CA Community Hopeful Admin. Will Implement Policies To Protect Transgender Prisoners

Transgender PrisonersPhoto: Ye Jinghan / Unsplash

SACRAMENTO, Calif. – On January 7, 2019, Medina Orthwein LLP filed an amended complaint on behalf of Candice Crowder in the U.S. District Court for the Eastern District of California. The complaint alleges that Ms. Crowder – a transgender woman of color, incarcerated in men’s prisons since January 2015 – has been brutalized, sexually assaulted, and knifed while in the custody of the California Department of Corrections and Rehabilitation (“CDCR”).

Specifically, Ms. Crowder has been beaten by correctional officers, locked in a cell with an openly transphobic prisoner, raped by and forced to perform coercive sex acts on a cellmate, sliced by her abusive ex-boyfriend, strip-searched in front of other prisoners, and forced into solitary confinement for nearly nine months, among many other abuses. Correctional staff at all levels have refused to take her reported safety concerns and complaints of discrimination seriously.

Rather than address Ms. Crowder’s many pleas for help and safety, correctional staff retaliated against Ms. Crowder by putting her in solitary confinement, removing her from safer housing, and placing her in close proximity to prior abusers. She was also subjected to multiple searches and disciplinary actions based on false and/or frivolous allegations, resulting in her ineligibility for early release under Proposition 57 and her eventual transfer to a more dangerous facility over 250 miles from her attorneys.

“I am not alone in this struggle. Transgender prisoners are systematically abused behind prison walls,” said Ms. Crowder. “I refuse to be silenced while correctional staff harm me and my community. Unfortunately, my resilience has come at a great cost. I hope that CDCR finally realizes it has a problem and takes meaningful action to address its anti-LGBTQ culture so that no more transgender prisoners have to endure what I have survived.”

Ms. Crowder’s experiences shed light on the violence transgender women – a particularly vulnerable population within prisons – face within CDCR institutions. According to a 2009 study of California prisons commissioned by CDCR, transgender women in men’s prisons, like Ms. Crowder, are over 13 times more likely to be sexually assaulted than other prisoners.

Despite the alarming rate of violence against, and solitary confinement of transgender prisoners behind CDCR walls, CDCR still has not implemented the LGBTQI-specific Prison Rape Elimination Act (“PREA”) Standards that were promulgated over 6.5 years ago. PREA also has guidelines involving housing and other conditions of confinement, which Ms. Crowder is requesting be fairly implemented by CDCR – something it has deliberately failed to do for years.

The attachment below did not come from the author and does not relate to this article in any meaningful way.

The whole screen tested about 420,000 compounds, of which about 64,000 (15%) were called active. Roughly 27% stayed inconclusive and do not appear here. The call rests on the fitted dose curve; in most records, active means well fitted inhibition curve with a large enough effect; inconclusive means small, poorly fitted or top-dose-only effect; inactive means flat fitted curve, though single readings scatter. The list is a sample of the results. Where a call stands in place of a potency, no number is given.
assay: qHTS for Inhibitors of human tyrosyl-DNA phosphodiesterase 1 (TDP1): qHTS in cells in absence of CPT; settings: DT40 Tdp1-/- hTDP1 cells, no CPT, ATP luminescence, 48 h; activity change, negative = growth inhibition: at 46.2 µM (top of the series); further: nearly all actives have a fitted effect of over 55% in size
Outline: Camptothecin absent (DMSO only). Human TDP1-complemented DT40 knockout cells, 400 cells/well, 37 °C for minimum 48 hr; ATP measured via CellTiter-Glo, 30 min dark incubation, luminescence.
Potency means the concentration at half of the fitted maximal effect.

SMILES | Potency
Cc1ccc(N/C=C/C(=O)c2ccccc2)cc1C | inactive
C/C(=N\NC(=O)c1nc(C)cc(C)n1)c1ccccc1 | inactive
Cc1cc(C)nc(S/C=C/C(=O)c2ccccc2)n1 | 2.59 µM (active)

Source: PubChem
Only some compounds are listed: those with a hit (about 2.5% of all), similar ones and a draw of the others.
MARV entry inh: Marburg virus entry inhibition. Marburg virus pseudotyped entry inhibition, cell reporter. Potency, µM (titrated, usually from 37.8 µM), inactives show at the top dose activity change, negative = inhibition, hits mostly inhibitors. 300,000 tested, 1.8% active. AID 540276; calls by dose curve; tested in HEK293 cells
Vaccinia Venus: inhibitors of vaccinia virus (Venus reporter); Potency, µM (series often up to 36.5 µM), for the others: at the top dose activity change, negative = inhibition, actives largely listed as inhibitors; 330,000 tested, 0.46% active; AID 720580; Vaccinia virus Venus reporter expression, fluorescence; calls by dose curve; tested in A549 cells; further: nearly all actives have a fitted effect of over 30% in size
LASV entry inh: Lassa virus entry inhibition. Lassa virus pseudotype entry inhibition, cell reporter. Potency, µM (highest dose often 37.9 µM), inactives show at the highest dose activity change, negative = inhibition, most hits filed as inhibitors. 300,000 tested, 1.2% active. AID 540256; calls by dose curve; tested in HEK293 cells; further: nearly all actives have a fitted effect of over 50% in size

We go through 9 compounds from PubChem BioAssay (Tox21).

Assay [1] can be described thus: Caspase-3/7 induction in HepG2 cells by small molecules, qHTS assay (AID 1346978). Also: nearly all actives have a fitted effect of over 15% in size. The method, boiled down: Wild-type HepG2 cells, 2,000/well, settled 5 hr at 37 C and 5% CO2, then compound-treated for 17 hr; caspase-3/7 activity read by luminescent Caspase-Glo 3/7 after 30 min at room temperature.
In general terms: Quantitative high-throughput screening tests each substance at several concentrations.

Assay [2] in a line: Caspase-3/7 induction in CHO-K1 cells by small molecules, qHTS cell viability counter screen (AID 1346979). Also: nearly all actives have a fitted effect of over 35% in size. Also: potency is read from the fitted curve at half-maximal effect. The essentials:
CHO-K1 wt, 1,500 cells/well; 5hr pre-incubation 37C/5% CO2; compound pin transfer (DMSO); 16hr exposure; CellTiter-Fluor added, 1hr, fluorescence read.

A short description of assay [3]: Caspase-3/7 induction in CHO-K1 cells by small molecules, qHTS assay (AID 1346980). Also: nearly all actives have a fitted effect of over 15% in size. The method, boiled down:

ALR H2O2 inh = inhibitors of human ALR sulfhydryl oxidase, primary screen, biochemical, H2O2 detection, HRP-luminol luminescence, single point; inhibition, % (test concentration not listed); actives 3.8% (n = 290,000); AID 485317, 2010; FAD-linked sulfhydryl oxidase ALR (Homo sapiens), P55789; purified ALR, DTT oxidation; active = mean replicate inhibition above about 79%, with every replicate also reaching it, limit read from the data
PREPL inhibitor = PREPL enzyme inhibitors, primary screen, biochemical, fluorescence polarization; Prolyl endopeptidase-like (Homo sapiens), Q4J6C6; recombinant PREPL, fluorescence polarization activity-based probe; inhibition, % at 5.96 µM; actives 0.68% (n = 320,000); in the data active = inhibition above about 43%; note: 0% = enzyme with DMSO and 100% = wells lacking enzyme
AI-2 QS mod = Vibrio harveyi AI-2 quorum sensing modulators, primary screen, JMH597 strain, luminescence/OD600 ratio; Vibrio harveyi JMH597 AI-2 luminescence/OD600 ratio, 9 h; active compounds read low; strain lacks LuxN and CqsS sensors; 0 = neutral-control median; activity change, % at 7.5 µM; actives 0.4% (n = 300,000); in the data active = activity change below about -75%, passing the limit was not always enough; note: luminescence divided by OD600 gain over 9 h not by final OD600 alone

“I know that shining a light on my story will put CDCR on edge and that I will face backlash because of it but it needs to be done and I am glad to be a front runner for change,” said Ms. Crowder.

“Ms. Crowder, and countless transgender prisoners like her, are subject to horrific conditions in prisons across the country that violate their Constitutional rights,” said Kevin Hubbard of Medina Orthwein LLP. “Ms. Crowder’s decision to bring these claims and shed light on the abuses that transgender prisoners regularly face—at great personal cost to her—is nothing short of courageous.  We are proud to represent her.”

“Governor Gavin Newsom, a longtime ally of our community, along with CDCR Secretary Ralph Diaz, have the power to protect some of the most marginalized members of the LGBTQI community. We are hopeful that Governor Newsom’s administration will work with us to right the many constitutional wrongs inflicted on incarcerated transgender people,” said Jennifer Orthwein, Medina Orthwein LLP.

“Ms. Crowder brings suit for violations of due process, equal protection, and free speech guaranteed by the U.S. Constitution. Her lawsuit seeks not only to vindicate her rights, but to amplify the silenced voices of those in the #MeTooBehindBars movement,” said Felicia Medina, Medina Orthwein LLP.

Medina Orthwein LLP is a queer-owned public interest law firm located in Oakland, California. Medina Orthwein strives to ensure the voices and rights of those most impacted by inequity are heard and can fight power with power. Using an intersectional approach to practice, Medina Orthwein uses its expertise to enforce and expand protections for those whose identities are most impacted by cultural bias and discrimination through individual and class action litigation. The firm specializes in employment discrimination class actions and wage and hour collective disputes. For more information about Medina Orthwein, please visit its website.

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[From a News Release]

This release was first published in Jan. 18, 2019.

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